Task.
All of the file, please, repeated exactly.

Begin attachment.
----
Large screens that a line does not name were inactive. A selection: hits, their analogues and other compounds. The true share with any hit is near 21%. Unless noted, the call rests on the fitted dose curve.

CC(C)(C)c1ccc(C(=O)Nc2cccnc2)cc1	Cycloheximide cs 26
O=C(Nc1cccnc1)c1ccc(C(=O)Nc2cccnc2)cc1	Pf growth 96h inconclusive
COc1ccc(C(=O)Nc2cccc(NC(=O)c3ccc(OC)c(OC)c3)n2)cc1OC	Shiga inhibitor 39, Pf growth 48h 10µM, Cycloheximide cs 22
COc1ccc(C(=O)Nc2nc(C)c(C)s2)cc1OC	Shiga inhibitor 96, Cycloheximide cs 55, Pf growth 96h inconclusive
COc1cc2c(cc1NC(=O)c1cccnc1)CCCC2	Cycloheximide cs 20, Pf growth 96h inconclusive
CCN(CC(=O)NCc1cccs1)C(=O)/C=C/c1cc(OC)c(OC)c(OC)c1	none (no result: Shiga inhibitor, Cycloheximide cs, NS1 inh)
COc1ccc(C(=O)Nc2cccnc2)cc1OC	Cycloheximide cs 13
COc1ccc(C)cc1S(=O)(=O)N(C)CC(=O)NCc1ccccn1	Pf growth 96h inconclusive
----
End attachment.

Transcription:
Large screens that a line does not name were inactive. A selection: hits, their analogues and other compounds. The true share with any hit is near 21%. Unless noted, the call rests on the fitted dose curve.

CC(C)(C)c1ccc(C(=O)Nc2cccnc2)cc1	Cycloheximide cs 26
O=C(Nc1cccnc1)c1ccc(C(=O)Nc2cccnc2)cc1	Pf growth 96h inconclusive
COc1ccc(C(=O)Nc2cccc(NC(=O)c3ccc(OC)c(OC)c3)n2)cc1OC	Shiga inhibitor 39, Pf growth 48h 10µM, Cycloheximide cs 22
COc1ccc(C(=O)Nc2nc(C)c(C)s2)cc1OC	Shiga inhibitor 96, Cycloheximide cs 55, Pf growth 96h inconclusive
COc1cc2c(cc1NC(=O)c1cccnc1)CCCC2	Cycloheximide cs 20, Pf growth 96h inconclusive
CCN(CC(=O)NCc1cccs1)C(=O)/C=C/c1cc(OC)c(OC)c(OC)c1	none (no result: Shiga inhibitor, Cycloheximide cs, NS1 inh)
COc1ccc(C(=O)Nc2cccnc2)cc1OC	Cycloheximide cs 13
COc1ccc(C)cc1S(=O)(=O)N(C)CC(=O)NCc1ccccn1	Pf growth 96h inconclusive